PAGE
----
• Extraction and loading of data. Meteorological data are downloaded from web servers for public use. Olive crop harvested data is provided by the owner of the farm. Both will be uploaded to the database management system.
  • First analysis of data. All data are explored and analysed using distribution techniques (histograms), with the objective of reviewing the data and cleaning those whose dispersion or variability may cause inconsistencies in the study.
  • Anomaly detection. The detection of the anomalies is implemented as a class classification algorithm, where the algorithm is able to predict, with a certain probability, whether a record of the data is typical of the distribution. The objective of this phase is to identify those cases that are not common within our information.
  • Transformations of data. In this section, both the yield data and the meteorological data are transformed, i.e., adapting formats, units, rescaled, etc, so that they could be optimally exploited by predictive models.
  • Grouping of data. The information downloaded is aggregated monthly; therefore, the rest of the data to be added to the study should be aggregated in the same way.
  • Integration of data. For our work, we have heterogeneous information that comes from different sources. The farmer indicates the annual net olive crop harvest, and meteorological information is available for the area where the farm is located. Thus, in order to carry out the data mining study, it is necessary to integrate all the information in a single source that serves as the input for the predictive models.
  • Detection of the level of influence of the input attributes on the target attribute. Before generating the model, the influence of each attribute on the target attribute (kg of olives, the olive crop harvest) is analyzed in order to include or exclude attributes from the study based on their level of influence on the prediction.
  • Application of regression algorithms [31,32,33]. To perform the crop harvest prediction, different regression algorithms are tested. The goal of regression analysis is to determine the parameter values from a function that best fit a set of observational data. There are different families of regression functions and different ways of measuring error. This study uses:
    Linear regression: this technique can be used if the relationship between variables can be approximated to a straight line. This is used to predict the value of a variable based on the value of another variable. The variable you want to predict is called the dependent variable. The variable you are using to predict the other variable’s value is called the independent variable.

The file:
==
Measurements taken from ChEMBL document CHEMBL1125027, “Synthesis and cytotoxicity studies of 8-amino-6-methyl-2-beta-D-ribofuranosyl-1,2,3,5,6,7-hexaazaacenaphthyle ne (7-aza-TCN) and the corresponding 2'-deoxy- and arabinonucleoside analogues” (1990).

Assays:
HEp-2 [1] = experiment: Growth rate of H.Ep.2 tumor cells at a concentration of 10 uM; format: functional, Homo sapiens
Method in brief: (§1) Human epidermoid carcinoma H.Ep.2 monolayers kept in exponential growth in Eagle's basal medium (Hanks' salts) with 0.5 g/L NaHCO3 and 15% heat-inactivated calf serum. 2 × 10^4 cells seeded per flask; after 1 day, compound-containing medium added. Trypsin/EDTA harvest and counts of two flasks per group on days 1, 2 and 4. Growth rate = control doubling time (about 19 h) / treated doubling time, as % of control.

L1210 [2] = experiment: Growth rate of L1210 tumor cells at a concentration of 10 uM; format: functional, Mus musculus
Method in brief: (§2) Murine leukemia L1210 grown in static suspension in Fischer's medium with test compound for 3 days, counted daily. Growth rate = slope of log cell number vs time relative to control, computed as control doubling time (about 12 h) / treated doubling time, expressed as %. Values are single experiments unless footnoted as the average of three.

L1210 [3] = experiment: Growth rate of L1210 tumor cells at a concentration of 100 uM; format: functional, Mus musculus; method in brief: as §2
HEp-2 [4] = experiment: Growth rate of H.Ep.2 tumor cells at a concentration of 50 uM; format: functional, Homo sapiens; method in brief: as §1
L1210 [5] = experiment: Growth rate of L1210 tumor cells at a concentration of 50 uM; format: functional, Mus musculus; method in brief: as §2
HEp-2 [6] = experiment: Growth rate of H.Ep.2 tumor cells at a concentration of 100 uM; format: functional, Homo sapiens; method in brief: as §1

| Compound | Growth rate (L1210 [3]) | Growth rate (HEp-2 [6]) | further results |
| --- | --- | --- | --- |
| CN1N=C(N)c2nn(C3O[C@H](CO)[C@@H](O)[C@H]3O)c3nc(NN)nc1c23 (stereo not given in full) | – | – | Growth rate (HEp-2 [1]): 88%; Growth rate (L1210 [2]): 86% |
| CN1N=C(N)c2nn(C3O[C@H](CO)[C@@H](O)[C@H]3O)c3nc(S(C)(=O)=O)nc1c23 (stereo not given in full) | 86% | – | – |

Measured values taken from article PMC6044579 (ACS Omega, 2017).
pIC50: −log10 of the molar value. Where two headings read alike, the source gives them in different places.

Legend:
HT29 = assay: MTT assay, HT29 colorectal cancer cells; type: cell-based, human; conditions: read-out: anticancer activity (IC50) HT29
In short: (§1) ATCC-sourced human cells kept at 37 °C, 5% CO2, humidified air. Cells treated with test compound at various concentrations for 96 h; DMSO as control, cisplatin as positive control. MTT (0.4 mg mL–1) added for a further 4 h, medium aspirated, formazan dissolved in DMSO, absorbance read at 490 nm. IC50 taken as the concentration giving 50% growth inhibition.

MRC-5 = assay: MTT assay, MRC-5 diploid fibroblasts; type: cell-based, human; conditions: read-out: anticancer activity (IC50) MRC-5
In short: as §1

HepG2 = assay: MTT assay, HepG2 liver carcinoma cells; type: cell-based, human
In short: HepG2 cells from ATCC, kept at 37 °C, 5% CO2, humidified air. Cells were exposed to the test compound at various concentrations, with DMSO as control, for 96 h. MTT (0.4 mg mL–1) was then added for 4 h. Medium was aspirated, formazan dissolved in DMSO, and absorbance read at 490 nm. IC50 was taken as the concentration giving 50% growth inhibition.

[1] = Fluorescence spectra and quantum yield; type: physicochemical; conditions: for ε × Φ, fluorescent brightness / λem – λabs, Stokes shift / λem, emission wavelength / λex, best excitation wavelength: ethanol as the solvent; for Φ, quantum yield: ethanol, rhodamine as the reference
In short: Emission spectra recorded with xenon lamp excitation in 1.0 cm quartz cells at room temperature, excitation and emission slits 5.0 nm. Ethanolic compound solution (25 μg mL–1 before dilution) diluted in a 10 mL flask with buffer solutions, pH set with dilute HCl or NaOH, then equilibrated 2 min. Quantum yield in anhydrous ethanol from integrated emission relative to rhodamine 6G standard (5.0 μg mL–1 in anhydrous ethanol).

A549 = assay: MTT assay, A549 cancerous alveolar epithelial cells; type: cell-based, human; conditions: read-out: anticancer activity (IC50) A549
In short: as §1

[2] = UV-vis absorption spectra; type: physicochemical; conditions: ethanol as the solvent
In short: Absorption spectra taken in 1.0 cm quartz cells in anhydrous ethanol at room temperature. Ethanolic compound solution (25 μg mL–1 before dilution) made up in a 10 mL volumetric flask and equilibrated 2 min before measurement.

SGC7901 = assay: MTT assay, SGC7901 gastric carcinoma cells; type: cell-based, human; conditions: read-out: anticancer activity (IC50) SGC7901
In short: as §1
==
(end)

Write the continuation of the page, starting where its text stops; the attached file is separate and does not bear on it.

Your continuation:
Nonlinear regression: it is a nonlinear combination of the model parameters and depends on one or more independent variables. It relates the two variables in a nonlinear, curved, relationship. The data are fitted by a method of successive approximations.

2.1. Experimental Site

This study was conducted in an olive growing farm situated in Jaén (Andalusia), which is located in the southern area of Spain, Figure 2. The perfect habitat for the cultivation of the olive tree is between latitudes 30° and 45°, so the Mediterranean climate and specifically the dry and hot summer climate of Jaén is perfect for its healthy growth and its greater use in harvest. The farm is an unirrigated olive orchard situated in 38°00′ N, 4°01′ W. The olive orchard studied is 3, 5 ha with 330 olive trees of similar properties; they all are about 25 years old and their mean fruit harvest is 60 kg/year. This is a traditional irrigated olive grove, in which the trees have two trunks and are planted at a distance of 10 m from each other. Cultivation methods include ploughing or other intensive tillage, such as harrowing to remove most of the plant residue cover. The main objective of this type of tillage is to keep the top cover of the olive grove free of weeds. After harvesting, from December to February, a 15 cm deep moldboard ploughing is carried out, which is essential to prepare the topsoil to absorb rainwater. The frequency of ploughing depends on rainfall. In summer, surface ploughing is carried out to increase the storage capacity of surface water in the soil but keep the organic substance at the surface level.
Regarding the rest of the treatment of the farm, pruning is carried out after harvesting, followed by fertilization with water-soluble fertilizers containing nitrogen, phosphorus, potassium, sulphur, magnesium, and micronutrients.

2.2. Dataset

Any predictive study requires the availability of adequate data in order to guarantee a quality prediction. Regarding the farm selected as a case study, there are eight growing seasons’ yield data recorded from 2013 to 2020, Table 1. Olives were harvested in a mixed way, although the use of machinery to help the fruit fall from the tree predominates. The amount of the harvested crop was measured at the factory where the harvest was transported and stored for the farmer to collect the corresponding amount. In Spain, the weighing system of the mills must be checked regularly. The metrological systems are regulated by law and must comply with the current ISO 9001 and ISO 17025 standards.